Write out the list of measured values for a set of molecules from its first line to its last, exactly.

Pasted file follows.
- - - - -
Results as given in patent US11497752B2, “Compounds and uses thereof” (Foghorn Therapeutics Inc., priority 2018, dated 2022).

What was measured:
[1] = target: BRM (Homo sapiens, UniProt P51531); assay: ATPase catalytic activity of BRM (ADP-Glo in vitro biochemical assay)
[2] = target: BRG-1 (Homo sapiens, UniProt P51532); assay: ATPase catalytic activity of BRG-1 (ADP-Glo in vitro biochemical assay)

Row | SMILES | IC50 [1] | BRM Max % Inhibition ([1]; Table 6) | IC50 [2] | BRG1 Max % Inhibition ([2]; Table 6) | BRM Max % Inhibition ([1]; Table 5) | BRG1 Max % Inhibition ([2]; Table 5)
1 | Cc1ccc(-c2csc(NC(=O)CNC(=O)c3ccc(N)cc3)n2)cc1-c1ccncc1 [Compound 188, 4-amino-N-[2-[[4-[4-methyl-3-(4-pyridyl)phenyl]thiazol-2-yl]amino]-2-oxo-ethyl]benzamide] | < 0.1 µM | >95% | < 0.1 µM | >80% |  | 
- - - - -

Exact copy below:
Results as given in patent US11497752B2, “Compounds and uses thereof” (Foghorn Therapeutics Inc., priority 2018, dated 2022).

What was measured:
[1] = target: BRM (Homo sapiens, UniProt P51531); assay: ATPase catalytic activity of BRM (ADP-Glo in vitro biochemical assay)
[2] = target: BRG-1 (Homo sapiens, UniProt P51532); assay: ATPase catalytic activity of BRG-1 (ADP-Glo in vitro biochemical assay)

Row | SMILES | IC50 [1] | BRM Max % Inhibition ([1]; Table 6) | IC50 [2] | BRG1 Max % Inhibition ([2]; Table 6) | BRM Max % Inhibition ([1]; Table 5) | BRG1 Max % Inhibition ([2]; Table 5)
1 | Cc1ccc(-c2csc(NC(=O)CNC(=O)c3ccc(N)cc3)n2)cc1-c1ccncc1 [Compound 188, 4-amino-N-[2-[[4-[4-methyl-3-(4-pyridyl)phenyl]thiazol-2-yl]amino]-2-oxo-ethyl]benzamide] | < 0.1 µM | >95% | < 0.1 µM | >80% |  | 